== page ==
History

The concept of work-life balance emerged as early as the 18th century when the first laws were enacted to limit the number of working hours allowed for employees. Laws supporting mandatory leave for particular life events, such as childbirth and illnesses, were also passed.

This was largely spurred on by the influx of women in the workforce, who lobbied for shorter working weeks and flexible schedules to be able to juggle work and caring for their families. Nowadays, the discussion on work-life balance includes all working individuals, and even identifies distinct groups such as single parents.

 

Established Effects

People who consider themselves to have a balanced work and personal life generally have lower levels of stress and depression, and higher levels of satisfaction in life. In contrast, work-life imbalance is also associated with elevated levels of the “stress hormone” cortisol, increased blood pressure and heart rate, ill health, and depression.

These effects have an impact in both aspects of our lives. On a professional level, for instance, work-life balance translates to pro-social behavior, engagement, and productivity, while failure to achieve it results in absenteeism, job dissatisfaction, and burnout. On a personal level, engagement in relationships, personal development, and good self-esteem are associated with work-life balance, while guilt, regret, and depression tend to occur without it.

 

Why Is It Hard to Achieve?

Now that we have established the importance of work-life balance, the big question is, “Why is it hard to achieve?” Hectic lifestyles combined with ubiquitous technology may have something to do with it.

In the era of the Internet, computers, and mobile phones, convenient access to these portable technologies can blur the boundaries between work and non-work tasks, especially with provisions like flexible work hours, telecommuting (working from home), and others. Gadgets enable us to work from our cars and homes, from planes and cafes—places that used to be traditionally non-work spaces. On the flip side, employees can bring personal activities (e.g. texting, online shopping, logging in to social media accounts) into the workplace. This blurring of boundaries leads to work hours spilling over into non-work hours, and vice-versa, causing imbalance and conflict between the two.

 

Ways to Have Work-Life Balance

It can be challenging to achieve a proper work-life balance given our numerous roles and responsibilities, but there are a few strategies that may help you actualise it:

 

Organize and Prioritize

It’s best to start with tracking your daily activities and estimating how much time is dedicated to each. Afterwards, try to prioritise: what’s non-negotiable, what can be flexible, and what’s not really important? Whether it’s cooking dinner for your kids, or working on your board presentation, or having a date night once a week—it will be an eye-opener on what really matters to you.

Check if your non-negotiables are mostly personal commitments or professional ones, or more or less an equal mix of the two. This will show you whether the hours spent between these two facets are uneven and if they in fact spill over into each other. Here you can already start the process of balancing your hours for a more even distribution of time and effort.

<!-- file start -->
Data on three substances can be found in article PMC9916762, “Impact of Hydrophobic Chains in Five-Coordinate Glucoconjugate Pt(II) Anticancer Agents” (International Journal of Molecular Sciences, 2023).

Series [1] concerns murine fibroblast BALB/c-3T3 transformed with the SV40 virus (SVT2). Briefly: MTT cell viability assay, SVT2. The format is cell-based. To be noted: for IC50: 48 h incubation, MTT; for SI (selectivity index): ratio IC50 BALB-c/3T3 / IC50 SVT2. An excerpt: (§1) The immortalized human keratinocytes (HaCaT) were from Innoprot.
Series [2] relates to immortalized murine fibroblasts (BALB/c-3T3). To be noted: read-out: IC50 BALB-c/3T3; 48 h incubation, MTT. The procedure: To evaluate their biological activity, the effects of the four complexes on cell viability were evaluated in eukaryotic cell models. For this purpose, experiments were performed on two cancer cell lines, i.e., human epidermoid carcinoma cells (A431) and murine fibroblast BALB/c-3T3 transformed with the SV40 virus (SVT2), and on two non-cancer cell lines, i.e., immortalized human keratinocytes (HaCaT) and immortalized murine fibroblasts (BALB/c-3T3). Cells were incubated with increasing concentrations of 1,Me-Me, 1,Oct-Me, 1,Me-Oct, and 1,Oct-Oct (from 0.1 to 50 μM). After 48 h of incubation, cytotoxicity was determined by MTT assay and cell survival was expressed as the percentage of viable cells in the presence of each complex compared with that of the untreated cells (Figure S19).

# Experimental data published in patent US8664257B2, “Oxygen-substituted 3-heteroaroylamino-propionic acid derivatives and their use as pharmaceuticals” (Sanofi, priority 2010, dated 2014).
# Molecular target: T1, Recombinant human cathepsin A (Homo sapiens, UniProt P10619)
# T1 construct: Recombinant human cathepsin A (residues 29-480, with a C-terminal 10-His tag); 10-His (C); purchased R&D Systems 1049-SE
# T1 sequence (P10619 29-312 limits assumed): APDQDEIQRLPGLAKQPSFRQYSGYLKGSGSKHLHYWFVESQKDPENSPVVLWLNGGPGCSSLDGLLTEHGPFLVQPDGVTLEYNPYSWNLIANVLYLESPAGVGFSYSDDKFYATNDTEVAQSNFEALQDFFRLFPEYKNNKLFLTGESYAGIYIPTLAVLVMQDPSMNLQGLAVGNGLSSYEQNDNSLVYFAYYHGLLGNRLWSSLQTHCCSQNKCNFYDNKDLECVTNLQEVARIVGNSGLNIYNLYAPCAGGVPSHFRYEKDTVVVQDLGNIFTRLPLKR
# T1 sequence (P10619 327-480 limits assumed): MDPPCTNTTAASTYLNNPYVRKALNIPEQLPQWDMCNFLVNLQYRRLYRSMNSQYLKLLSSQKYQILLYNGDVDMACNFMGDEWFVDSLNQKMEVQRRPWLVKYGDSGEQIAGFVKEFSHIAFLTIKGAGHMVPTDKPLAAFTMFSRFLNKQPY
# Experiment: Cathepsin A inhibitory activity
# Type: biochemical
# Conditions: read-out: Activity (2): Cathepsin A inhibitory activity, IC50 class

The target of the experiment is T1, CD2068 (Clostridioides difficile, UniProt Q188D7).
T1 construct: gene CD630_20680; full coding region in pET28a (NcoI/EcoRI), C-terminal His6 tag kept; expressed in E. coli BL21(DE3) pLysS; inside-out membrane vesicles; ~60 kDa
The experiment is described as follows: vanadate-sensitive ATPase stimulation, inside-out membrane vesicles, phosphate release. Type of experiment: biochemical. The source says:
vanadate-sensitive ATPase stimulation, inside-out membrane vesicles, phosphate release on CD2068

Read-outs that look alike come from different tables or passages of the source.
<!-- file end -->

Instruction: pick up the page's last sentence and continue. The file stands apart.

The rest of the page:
Segment, Multitask, and Neglect

It’s a cause for concern when work and personal roles begin to overlap, because one role could either benefit or harm the other, and most of us can only juggle so much before reaching the breaking point. It pays to set firmer boundaries between work and non-work activities, or what we refer to as “segmenting.”

This is particularly difficult to do in our digital age when technology blurs boundaries. But with a little effort, it can be done. Segment when you’re engaging in non-negotiable activities: pay attention during an important meeting, be fully present when playing with your kids, and don’t check your phone every five seconds when you’re out with friends.

Now for tasks that you’ve deemed flexible (e.g., cleaning the house, watching a new TV series, picking your kid up from practice) you can actually multitask while doing these activities, or even occasionally neglect them. It’s all about prioritizing: neglect what you can, multitask when you can, and segment what you love.

 

Take Care of Yourself

Work-life balance isn’t just about figuring out how to best be of service to other people, it means figuring out how to best care for yourself. Set aside your own me-time every day when you can recharge through simple activities like reading, exercising, pampering, satisfying a food craving, or just plain relaxing. It’s not about being vain — you need to be healthy and happy to be able to give your best at work and at home.

Work-life balance is strongly associated with health, wellbeing, and personal and professional relationships. Prioritizing work and non-work demands may not always be easy, but with a lot of planning, consideration, and zero guilt, you can determine what matters most to you and strike that perfect balance between work and play

 

Who is the author?

Daniel Ross is part of the marketing team at Roubler — a time and attendance software platform founded in Australia. Their mission is to change the way the world manages its workforces.

Inside the life of a female commercial Captain

We recently caught up with Aer Lingus Captain, Elaine Egan, to talk about being in an elite club of female captains, what she loves about her job, and the topic of much discussion, what she thinks about Brexit.   Firstly, you’ve been a pilot for over 30 years now (10...